Out of all pollutants, plastic has become the biggest environmental threat. It is huge, both in terms of scale and damage. Each year, more than 8 million tons of plastic go to oceans that create problems for the animals living there. A large number of sea creatures and coastal birds are dying due to either eating plastic or becoming entangled in them.
2. Social & Economical Effects
The social and economical impacts of the Industrial Revolution are explained below;
Industrial Revolution & the Social Structure
The class system was always there in England even before the Industrial Revolution began, but it changed drastically afterward.
Farmers left farming for the sack of working in the factories, and formed the “working class”. Artisans living in the cities also joined them. These workers mostly lived near the factories. As their number grew fast, more problems started emerging.
There was a lack of proper sanitation, clean drinking water, and other living facilities. This led to the outbreak of cholera and other diseases.
Besides this, the workers including women and children were working for 6 days a week and 12 hours a day throughout a year. The routine was quite unhealthy, especially for the children.
Economic Exploitation of the working class
People that benefited the most from the Industrial Revolution belonged to the upper class (land and factory owners) and middle class (merchants and other professionals).
They now had more wealth and greater access to goods and other privileges such as quality education and health facilities.
However, the working class suffered financially because their wages were kept low. And in case, if any of them had an injury or became ill, they were not paid during that time. This caused a high spike in the crime rate in cities, leading to the formation of the police department.
Inequality of wealth, a dilemma in the current world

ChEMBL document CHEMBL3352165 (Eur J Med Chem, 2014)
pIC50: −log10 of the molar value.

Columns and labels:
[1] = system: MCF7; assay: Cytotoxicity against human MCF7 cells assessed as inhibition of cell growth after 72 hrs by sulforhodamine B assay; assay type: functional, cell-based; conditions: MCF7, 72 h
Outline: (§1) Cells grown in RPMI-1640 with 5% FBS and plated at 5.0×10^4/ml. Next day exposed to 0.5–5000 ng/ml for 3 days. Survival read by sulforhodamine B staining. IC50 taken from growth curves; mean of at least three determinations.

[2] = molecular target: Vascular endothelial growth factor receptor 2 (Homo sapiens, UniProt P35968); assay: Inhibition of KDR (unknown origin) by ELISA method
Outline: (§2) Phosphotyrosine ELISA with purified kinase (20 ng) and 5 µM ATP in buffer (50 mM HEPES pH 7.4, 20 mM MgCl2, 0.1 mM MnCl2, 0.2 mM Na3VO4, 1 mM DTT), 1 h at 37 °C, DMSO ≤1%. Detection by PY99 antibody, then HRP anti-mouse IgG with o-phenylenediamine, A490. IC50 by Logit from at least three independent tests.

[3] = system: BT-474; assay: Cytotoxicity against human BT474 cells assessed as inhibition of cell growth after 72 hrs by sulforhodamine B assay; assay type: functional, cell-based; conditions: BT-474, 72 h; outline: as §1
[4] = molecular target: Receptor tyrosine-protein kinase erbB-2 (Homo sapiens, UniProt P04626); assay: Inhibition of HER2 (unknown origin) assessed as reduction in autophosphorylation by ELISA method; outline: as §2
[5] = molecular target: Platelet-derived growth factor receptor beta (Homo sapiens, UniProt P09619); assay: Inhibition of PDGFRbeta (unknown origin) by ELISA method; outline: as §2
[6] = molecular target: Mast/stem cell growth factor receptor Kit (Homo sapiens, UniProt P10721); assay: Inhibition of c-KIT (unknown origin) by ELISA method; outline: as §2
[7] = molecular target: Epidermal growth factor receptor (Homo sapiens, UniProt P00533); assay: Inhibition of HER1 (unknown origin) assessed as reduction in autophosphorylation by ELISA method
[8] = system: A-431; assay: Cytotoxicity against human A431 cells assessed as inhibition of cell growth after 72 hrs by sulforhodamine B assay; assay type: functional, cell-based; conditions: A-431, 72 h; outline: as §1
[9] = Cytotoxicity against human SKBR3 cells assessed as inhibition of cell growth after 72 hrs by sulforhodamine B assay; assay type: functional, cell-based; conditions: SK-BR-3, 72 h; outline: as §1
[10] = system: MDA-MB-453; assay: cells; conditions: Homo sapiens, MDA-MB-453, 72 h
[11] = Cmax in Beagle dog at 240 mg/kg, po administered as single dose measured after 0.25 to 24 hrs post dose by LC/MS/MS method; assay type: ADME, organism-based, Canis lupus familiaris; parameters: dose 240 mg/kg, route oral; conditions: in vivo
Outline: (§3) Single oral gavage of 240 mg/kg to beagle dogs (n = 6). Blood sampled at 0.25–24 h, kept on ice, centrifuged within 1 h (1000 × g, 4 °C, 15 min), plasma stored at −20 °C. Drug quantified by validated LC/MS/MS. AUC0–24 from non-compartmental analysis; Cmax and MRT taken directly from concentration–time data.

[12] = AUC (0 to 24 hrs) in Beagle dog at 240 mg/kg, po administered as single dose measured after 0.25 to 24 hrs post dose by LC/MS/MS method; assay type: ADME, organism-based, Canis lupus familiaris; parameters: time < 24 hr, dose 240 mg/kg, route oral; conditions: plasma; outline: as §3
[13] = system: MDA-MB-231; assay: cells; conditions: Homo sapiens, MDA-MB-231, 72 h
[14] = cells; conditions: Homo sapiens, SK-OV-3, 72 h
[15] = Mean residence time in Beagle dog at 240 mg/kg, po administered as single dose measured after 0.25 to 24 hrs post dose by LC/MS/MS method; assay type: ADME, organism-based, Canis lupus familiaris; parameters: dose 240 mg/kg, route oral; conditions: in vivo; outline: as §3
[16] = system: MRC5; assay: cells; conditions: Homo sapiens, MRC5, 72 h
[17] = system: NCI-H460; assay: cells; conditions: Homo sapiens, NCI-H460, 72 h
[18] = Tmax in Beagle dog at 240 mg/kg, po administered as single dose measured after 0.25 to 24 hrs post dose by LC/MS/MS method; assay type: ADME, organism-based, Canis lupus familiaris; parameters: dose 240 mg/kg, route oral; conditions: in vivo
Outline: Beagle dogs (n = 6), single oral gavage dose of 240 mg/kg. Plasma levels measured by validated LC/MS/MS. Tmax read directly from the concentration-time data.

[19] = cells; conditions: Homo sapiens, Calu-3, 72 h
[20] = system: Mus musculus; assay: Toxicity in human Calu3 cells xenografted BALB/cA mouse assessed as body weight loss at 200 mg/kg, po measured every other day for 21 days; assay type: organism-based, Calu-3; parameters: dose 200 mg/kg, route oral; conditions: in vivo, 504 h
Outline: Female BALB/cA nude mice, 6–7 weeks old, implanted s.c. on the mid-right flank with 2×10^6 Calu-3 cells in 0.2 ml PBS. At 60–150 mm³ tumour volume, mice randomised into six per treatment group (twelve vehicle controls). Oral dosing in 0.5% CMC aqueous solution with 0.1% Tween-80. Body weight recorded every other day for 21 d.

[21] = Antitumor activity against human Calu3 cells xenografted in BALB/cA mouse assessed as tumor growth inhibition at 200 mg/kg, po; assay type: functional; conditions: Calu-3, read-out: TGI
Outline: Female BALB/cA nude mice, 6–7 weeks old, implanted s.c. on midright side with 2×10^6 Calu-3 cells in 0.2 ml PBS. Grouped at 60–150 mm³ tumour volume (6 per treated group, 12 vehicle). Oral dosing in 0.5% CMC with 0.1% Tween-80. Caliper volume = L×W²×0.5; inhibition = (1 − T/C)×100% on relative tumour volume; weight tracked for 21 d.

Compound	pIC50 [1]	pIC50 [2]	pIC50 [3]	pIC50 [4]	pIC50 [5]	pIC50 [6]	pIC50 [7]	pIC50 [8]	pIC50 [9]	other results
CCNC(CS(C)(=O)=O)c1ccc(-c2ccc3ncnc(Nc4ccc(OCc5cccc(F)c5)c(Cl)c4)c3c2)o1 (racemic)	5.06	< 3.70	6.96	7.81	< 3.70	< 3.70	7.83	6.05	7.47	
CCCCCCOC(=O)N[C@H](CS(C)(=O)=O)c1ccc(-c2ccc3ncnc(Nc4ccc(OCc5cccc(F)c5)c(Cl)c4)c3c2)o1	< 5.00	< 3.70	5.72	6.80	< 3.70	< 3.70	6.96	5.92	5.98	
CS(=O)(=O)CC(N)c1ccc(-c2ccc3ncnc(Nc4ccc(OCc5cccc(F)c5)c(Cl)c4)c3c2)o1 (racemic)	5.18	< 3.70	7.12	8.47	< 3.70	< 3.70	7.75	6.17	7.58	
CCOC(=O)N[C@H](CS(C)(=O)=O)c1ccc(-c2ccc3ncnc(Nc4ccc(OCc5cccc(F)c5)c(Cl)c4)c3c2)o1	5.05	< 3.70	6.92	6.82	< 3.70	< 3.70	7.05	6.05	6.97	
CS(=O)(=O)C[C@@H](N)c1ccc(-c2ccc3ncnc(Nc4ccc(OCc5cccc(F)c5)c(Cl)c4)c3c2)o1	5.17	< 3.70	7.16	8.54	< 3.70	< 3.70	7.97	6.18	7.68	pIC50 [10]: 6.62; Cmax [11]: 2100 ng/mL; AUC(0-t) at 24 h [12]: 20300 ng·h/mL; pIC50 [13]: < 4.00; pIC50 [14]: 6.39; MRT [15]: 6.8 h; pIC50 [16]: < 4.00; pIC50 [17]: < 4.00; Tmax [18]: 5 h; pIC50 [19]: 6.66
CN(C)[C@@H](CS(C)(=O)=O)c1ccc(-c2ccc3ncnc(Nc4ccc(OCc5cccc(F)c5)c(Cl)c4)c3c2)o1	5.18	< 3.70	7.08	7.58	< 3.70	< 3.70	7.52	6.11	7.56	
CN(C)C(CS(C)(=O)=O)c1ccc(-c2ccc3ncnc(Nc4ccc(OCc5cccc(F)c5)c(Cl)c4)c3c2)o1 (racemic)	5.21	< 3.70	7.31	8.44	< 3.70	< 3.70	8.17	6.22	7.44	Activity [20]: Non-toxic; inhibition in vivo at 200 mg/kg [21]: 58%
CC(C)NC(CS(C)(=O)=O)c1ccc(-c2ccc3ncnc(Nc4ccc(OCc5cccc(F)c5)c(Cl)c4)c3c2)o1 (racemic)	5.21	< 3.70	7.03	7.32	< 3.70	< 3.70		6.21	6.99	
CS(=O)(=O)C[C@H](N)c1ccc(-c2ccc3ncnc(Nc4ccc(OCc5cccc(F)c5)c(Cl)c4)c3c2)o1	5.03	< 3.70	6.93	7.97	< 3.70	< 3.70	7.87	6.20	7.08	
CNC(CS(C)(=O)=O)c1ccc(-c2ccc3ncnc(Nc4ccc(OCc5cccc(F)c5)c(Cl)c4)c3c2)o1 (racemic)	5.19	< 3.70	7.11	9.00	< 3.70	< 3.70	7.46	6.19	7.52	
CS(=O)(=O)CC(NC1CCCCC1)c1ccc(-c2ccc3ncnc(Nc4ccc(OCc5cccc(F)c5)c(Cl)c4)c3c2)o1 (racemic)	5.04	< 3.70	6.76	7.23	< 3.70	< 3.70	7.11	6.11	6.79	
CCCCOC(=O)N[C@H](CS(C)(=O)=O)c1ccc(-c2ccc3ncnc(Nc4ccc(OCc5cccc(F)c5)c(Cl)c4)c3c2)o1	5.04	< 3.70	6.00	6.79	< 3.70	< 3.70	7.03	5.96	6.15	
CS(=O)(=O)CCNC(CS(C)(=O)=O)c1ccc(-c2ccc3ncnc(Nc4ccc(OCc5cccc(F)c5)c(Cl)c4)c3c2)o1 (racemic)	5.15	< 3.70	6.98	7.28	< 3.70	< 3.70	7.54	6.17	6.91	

More than two hundred and fifty years have passed since the Industrial Revolution began. But still, unequal distribution of wealth is very prevalent in most parts of the world where the rich are getting richer and the poor poorer.
In most of the Asian developing countries, the major portion of the working class is low-paid without any incentives and allowances, making them live below the line of poverty.
3. Effects of Industrial revolution on health & lifestyle
Through the ages of industrialization, human life has transformed a lot. There were times when people were physically more active. Now, they do everything with the help of machines.
Look around your surroundings, how many machines are there? You will find many; even your belongings such as your pen, books, and clothes, the door handle of your room, and the mugs in your kitchen are all made with the help of machines.
We are constantly relying on machines to make our lives easier and more comfortable. However, this desire for comfort is harming us in many ways. Our health is deteriorating; one of the main reasons behind the wide spreading of ailments such as diabetes, heart diseases, and mental health issues is the lack of exercise and movement.
Keeping all the negative impacts of the Industrial Revolution in view, it is the dire need of the time to change our perspectives about advancement, and prosperity on all levels. Individuals, society, government, and corporate all must take part in this.
Mankind has done great damage to the environment and ecosystem for the search of a better life. It is time to rethink and redefine things.
We cannot reverse the decisions that were taken through history. But, we can review our policies and reform our strategies to build a sustainable world where economic growth and innovation do not take place at the cost of environmental stability. We owe our future generations a healthy lifestyle and a clean environment where they live a quality life.